- Research Article
- Open Access

# Strong and Weak Convergence of the Modified Proximal Point Algorithms in Hilbert Space

- Xinkuan Chai
^{1}, - Bo Li
^{2}and - Yisheng Song
^{1}Email author

**2010**:240450

https://doi.org/10.1155/2010/240450

© Xinkuan Chai et al. 2010

**Received:**26 October 2009**Accepted:**10 December 2009**Published:**12 January 2010

## Abstract

For a monotone operator , we shall show weak convergence of Rockafellar's proximal point algorithm to some zero of and strong convergence of the perturbed version of Rockafellar's to under some relaxed conditions, where is the metric projection from onto . Moreover, our proof techniques are simpler than some existed results.

## Keywords

- Differential Equation
- Hilbert Space
- Positive Integer
- Real Number
- Differential Geometry

## 1. Introduction

Throughout this paper, let be a real Hilbert space with inner product and norm , and let be on identity operator in . We shall denote by the set of all positive integers, by the set of all zeros of , that is, and by the set of all fixed points of , that is, . When is a sequence in , then (resp., , ) will denote strong (resp., weak, weak ) convergence of the sequence to .

Let
be an operator with domain
and range
in
. Recall that
is said to be *monotone* if

A monotone operator
is said to be *maximal monotone* if
is monotone and
for all
.

In fact, theory of monotone operator is very important in nonlinear analysis and is connected with theory of differential equations. It is well known (see [1]) that many physically significant problems can be modeled by the initial-value problems of the form

where is a monotone operator in an appropriate space. Typical examples where such evolution equations occur can be found in the heat and wave equations or Schrodinger equations. On the other hand, a variety of problems, including convex programming and variational inequalities, can be formulated as finding a zero of monotone operators. Then the problem of finding a solution with has been investigated by many researchers; see, for example, Bruck [2], Rockafellar [3], Brézis and Lions [4], Reich [5, 6], Nevanlinna and Reich [7], Bruck and Reich [8], Jung and Takahashi [9], Khang [10], Minty [11], Xu [12], and others. Some of them dealt with the weak convergence of (1.4) and others proved strong convergence theorems by imposing strong assumptions on .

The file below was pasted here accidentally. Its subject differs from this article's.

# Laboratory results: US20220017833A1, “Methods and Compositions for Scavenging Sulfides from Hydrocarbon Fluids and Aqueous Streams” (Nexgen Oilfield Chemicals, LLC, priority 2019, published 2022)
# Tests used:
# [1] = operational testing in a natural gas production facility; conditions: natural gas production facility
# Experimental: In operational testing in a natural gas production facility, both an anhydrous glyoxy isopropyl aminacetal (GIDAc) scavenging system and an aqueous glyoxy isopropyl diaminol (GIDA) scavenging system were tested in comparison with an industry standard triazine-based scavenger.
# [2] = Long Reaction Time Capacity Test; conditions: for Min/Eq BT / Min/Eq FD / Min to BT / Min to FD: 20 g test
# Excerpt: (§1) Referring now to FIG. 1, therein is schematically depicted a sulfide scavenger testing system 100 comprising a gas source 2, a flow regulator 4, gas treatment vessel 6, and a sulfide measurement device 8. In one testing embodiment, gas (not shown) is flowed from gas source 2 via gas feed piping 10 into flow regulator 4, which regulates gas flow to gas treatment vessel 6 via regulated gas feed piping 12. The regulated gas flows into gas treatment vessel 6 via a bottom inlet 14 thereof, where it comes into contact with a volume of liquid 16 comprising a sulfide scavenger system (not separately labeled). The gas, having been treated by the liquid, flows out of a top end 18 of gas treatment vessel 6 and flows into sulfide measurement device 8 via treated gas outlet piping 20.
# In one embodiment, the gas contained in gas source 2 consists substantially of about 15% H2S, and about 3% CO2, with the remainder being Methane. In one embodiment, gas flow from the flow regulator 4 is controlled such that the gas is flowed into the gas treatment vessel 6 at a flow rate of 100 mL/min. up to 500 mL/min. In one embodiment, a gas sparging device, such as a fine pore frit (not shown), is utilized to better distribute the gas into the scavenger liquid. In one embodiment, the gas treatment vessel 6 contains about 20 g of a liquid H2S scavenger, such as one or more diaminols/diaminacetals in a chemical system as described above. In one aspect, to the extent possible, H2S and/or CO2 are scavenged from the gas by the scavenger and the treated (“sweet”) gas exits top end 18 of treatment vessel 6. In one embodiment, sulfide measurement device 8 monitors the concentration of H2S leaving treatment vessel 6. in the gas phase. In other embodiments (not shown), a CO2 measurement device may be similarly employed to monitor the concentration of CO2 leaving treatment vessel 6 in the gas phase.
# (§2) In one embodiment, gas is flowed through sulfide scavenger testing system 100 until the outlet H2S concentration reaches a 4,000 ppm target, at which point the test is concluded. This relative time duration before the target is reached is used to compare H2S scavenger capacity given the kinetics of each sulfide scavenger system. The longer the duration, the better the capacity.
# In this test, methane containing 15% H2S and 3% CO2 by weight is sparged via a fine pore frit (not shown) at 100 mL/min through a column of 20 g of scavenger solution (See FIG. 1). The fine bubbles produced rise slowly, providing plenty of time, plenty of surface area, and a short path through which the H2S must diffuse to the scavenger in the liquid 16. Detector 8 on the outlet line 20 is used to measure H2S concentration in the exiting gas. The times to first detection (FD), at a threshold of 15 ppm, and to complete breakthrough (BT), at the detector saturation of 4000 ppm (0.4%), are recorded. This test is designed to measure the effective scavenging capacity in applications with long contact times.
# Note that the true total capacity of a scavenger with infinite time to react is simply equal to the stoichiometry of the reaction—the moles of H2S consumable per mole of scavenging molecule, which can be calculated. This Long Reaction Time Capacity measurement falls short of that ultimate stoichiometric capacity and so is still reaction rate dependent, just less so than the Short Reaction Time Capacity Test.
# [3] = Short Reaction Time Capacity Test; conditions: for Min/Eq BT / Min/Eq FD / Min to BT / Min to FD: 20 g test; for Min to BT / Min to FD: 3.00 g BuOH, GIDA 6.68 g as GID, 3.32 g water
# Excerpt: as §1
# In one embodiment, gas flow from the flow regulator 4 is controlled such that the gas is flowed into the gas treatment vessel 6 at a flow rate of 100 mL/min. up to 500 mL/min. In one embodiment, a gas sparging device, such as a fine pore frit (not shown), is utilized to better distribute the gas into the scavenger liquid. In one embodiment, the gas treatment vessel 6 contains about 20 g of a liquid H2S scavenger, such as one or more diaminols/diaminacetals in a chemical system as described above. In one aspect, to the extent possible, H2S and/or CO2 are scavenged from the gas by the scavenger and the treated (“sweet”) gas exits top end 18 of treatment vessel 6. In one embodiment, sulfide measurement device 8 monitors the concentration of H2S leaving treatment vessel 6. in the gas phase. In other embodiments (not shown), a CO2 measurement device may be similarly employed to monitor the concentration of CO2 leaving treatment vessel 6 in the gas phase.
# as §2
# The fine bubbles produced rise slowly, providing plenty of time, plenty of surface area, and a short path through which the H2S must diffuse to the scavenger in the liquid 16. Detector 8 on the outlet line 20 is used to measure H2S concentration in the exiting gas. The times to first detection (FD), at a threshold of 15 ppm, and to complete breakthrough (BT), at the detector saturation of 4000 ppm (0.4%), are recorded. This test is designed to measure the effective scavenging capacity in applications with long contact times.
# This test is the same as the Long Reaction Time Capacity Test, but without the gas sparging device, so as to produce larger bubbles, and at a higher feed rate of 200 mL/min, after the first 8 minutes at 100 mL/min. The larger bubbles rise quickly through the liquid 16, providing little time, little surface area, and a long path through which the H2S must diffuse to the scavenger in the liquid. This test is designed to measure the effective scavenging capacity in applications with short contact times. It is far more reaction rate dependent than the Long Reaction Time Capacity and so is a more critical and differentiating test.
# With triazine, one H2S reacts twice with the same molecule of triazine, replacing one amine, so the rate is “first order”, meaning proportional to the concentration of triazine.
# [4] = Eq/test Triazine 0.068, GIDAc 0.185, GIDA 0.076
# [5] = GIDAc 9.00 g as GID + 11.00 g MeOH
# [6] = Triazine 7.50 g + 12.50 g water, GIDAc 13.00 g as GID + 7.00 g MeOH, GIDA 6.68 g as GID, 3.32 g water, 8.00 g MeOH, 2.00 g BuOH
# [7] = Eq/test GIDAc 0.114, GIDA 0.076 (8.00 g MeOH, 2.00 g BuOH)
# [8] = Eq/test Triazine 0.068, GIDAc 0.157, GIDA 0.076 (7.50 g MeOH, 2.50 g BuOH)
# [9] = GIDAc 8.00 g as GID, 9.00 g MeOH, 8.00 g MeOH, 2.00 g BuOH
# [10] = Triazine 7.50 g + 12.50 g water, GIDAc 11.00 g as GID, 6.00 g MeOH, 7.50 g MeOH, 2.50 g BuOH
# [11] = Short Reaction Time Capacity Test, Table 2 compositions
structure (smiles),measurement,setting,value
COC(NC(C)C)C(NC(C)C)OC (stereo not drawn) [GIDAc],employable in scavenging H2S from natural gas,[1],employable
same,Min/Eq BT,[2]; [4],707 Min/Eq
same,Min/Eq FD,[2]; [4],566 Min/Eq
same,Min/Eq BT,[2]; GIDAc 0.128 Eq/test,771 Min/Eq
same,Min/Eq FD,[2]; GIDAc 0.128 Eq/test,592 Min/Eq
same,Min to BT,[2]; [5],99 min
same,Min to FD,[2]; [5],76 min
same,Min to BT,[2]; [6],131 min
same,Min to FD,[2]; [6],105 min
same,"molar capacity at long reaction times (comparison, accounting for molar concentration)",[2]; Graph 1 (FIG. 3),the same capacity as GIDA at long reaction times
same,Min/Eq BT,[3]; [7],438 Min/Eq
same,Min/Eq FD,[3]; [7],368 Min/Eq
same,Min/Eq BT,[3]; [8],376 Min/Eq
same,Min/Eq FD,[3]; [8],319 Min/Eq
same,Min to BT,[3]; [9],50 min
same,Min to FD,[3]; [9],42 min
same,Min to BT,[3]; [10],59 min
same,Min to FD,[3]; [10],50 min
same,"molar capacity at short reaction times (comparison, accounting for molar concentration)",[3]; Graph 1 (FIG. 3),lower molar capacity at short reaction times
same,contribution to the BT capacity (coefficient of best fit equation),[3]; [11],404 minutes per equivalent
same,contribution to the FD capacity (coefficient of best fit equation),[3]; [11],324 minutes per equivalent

One popular method of solving is the proximal point algorithm of Rockafellar [3] which is recognized as a powerful and successful algorithm in finding a zero of monotone operators. Starting from any initial guess , this proximal point algorithm generates a sequence given by

where for all is the resolvent of on the space . Rockafellar's [3] proved the weak convergence of his algorithm (1.3) provided that the regularization sequence remains bounded away from zero and the error sequence satisfies the condition . G ler's example [13] however shows that in an infinite-dimensional Hilbert space, Rochafellar's algorithm (1.3) has only weak convergence. Recently several authors proposed modifications of Rochafellar's proximal point algorithm (1.3) to have strong convergence. For examples, Solodov and Svaiter [14] and Kamimura and Takahashi [15] studied a modified proximal point algorithm by an additional projection at each step of iteration. Lehdili and Moudafi [16] obtained the convergence of the sequence generated by the algorithm

where is viewed as a Tikhonov regularization of . Using the technique of variational distance, Lehdili and Moudafi [16] were able to prove convergence theorems for the algorithm (1.4) and its perturbed version, under certain conditions imposed upon the sequences and . For a maximal monotone operator , Xu [12] and Song and Yang [17] used the technique of nonexpansive mappings to get convergence theorems for defined by the perturbed version of the algorithm (1.4):

In this paper, under more relaxed conditions on the sequences and , we shall show that the sequence generated by (1.5) converges strongly to (where is the metric projection from onto ) and the sequence generated by (1.3) weakly converges to some . Moreover, our proof techniques are simpler than those of Lehdili and Moudafi [16], Xu [12], and Song and Yang [17].